Tisha B’Av is not just a day of mourning. It’s a day of yearning.
The Gemara relates that when we leave this world, we stand before our Creator and are asked a number of questions about the way we lived our life. One of them is: Tzipita liyeshua – “Did you long for redemption?”
We are not asked simply whether we believed in the final redemption, but whether we longed for it. The Chafetz Chaim explains that the word tzipita is from the root of tzopheh, which means to look and to hope; like when you are waiting for someone to arrive and you keep looking down the road, wondering when they are coming. This is what tzipita liyeshua is asking: Did we want the final redemption? Did we look out towards the horizon waiting for it to happen? Did we yearn for it? Did we keep looking down the road, anxiously awaiting the arrival of Mashiach?
What are we yearning for? The Rambam says our great sages and prophets throughout the generations longed for the days of Mashiach and anticipated the time of the ultimate redemption not because they wanted us to be raised above the other nations, and certainly not in order to indulge in material prosperity and ease. Rather, they looked forward, fervently, to a world filled with the awareness and presence of G-d – a time of unimaginable clarity in which all the truths of the Torah would be revealed for all to see. The Rambam says it will be a time in which G-d’s presence is manifest, and because of this, there will be no war or jealousy or hatred or competition, and there will be incredible abundance and joy and prosperity and peace.
This is the redemption we long for. A time when, due to the miraculous abundance and peace and universal goodwill, we will be able to devote ourselves fully to spiritual pursuits and especially the learning of Torah. A time when “the whole world will be filled with the knowledge of Hashem as the waters that cover the sea”.
This is what we are yearning for.
We look around the world now and Hashem’s presence is hidden; many people even deny G-d’s existence altogether. There is a sense that things should be better. There is a lack of appreciation for faith and truth. What we long for is a time when G-d’s presence is manifest, when there’s no more pain or suffering, no more conflict, confusion or disease. We long for a better world. This is what Tisha B’Av is about: being able to sit down on the floor and mourn; being able to feel the pain and long for things to be different, for the world to be better.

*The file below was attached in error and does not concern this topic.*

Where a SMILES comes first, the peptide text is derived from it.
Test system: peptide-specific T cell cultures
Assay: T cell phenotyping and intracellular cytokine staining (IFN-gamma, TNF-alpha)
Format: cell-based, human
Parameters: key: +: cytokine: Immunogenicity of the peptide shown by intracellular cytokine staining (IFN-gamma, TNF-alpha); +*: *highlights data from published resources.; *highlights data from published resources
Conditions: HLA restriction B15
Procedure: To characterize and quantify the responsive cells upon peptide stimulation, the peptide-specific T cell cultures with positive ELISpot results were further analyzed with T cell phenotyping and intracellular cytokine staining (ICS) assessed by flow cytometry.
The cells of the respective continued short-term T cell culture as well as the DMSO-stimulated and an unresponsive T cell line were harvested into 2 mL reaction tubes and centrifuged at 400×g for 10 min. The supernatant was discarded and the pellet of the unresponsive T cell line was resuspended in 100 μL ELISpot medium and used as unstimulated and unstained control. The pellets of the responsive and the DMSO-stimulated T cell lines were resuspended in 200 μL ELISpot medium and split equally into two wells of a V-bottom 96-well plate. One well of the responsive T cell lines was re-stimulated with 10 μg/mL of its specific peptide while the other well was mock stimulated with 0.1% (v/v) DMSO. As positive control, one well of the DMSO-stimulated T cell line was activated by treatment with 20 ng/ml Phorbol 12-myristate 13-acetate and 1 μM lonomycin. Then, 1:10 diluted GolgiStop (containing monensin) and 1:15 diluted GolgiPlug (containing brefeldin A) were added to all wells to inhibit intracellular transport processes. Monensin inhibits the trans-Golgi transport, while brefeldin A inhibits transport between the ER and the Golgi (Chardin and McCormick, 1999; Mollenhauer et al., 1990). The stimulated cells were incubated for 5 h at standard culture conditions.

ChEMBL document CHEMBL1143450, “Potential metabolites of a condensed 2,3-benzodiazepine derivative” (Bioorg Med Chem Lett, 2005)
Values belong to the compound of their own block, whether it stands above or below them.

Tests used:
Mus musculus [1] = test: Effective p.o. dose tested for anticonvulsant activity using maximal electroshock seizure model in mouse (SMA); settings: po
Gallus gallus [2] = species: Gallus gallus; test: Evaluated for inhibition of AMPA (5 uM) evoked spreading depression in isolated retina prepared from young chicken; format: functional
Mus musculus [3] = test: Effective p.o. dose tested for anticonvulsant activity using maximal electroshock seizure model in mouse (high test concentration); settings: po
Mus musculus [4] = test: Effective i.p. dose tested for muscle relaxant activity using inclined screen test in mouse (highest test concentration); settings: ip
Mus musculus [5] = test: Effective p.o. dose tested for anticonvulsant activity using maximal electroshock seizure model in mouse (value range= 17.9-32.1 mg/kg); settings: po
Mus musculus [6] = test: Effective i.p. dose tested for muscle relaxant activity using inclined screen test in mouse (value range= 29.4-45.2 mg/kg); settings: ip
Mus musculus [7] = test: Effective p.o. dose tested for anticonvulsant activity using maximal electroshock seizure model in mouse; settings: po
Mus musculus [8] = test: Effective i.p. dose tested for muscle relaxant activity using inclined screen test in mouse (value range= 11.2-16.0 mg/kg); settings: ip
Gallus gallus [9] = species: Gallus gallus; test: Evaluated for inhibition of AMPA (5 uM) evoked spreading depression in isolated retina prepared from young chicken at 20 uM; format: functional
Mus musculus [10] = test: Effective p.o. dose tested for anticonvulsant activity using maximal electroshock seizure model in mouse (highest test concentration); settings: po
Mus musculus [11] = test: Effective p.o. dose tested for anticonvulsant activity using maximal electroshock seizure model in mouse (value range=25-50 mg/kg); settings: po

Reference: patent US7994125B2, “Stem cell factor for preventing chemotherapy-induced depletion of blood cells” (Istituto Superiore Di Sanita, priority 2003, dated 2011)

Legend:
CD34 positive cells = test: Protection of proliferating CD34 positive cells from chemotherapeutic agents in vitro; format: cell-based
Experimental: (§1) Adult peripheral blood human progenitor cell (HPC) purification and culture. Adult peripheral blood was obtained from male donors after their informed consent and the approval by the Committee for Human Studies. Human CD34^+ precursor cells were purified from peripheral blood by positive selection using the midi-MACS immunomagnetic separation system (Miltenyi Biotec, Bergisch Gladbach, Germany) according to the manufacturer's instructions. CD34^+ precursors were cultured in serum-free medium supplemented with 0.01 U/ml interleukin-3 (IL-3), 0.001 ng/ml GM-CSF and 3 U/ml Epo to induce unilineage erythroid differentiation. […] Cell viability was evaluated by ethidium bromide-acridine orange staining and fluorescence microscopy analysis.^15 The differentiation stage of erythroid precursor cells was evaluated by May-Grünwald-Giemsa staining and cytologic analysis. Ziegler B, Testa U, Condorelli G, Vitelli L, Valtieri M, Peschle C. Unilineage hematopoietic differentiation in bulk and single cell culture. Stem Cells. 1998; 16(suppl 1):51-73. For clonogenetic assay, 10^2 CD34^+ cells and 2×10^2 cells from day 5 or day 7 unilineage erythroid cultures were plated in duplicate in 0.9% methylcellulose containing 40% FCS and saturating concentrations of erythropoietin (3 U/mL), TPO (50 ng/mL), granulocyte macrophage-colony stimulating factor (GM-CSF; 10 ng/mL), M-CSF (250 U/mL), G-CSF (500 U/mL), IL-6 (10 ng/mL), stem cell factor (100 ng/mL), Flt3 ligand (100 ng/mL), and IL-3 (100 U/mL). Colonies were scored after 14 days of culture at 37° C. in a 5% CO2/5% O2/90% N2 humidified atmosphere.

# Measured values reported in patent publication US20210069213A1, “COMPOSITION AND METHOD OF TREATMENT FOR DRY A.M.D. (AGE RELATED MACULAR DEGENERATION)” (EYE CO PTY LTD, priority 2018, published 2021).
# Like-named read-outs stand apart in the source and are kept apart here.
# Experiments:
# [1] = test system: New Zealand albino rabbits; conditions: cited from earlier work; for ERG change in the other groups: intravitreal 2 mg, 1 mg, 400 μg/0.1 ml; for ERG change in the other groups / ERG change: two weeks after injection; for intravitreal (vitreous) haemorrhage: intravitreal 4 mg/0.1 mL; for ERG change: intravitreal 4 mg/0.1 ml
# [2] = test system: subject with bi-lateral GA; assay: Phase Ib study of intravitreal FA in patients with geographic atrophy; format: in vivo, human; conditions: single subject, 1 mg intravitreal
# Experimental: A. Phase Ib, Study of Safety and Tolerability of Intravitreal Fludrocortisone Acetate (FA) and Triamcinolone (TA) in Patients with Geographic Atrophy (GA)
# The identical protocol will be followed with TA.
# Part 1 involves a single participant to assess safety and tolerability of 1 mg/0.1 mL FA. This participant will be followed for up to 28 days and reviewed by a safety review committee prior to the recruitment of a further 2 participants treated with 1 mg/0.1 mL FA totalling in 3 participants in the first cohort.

But this yearning is not just about mourning. It is about hope. Three times a day, we say in Aleinu: Al kein nekaveh lecha, Hashem – “Therefore, we place our hope in You, Hashem.” The Chafetz Chaim comments on these words that believing in redemption gives a person hope, which is the most powerful motivation to do good in the world – to do the right thing. To build a better today, we need to hope for a better tomorrow.
We are living through difficult times. Our world has been upended by an invisible virus. Livelihoods have been compromised, shuls and schools have been shuttered, lives have been lost. These are times that cry out for hope. It’s not easy – but it is especially during times like these that we need to be hopeful and optimistic; to long for an end to suffering and for the dawn of something better and brighter.
Even Tisha B’Av – our time of mourning – is also our time of yearning, our time of hope; it is a day that we don’t say the supplication of the Tachanun prayer, as a sign of the hope within our sorrow. We yearn for redemption, we wait in eager anticipation and expectation for a better tomorrow – we pray to Hashem that our pain and sorrow be transformed into blessing and celebration. We yearn for a time when the entire world will be filled with G-d’s presence and suffering will come to an end – “and Hashem will wipe away tears from all faces”.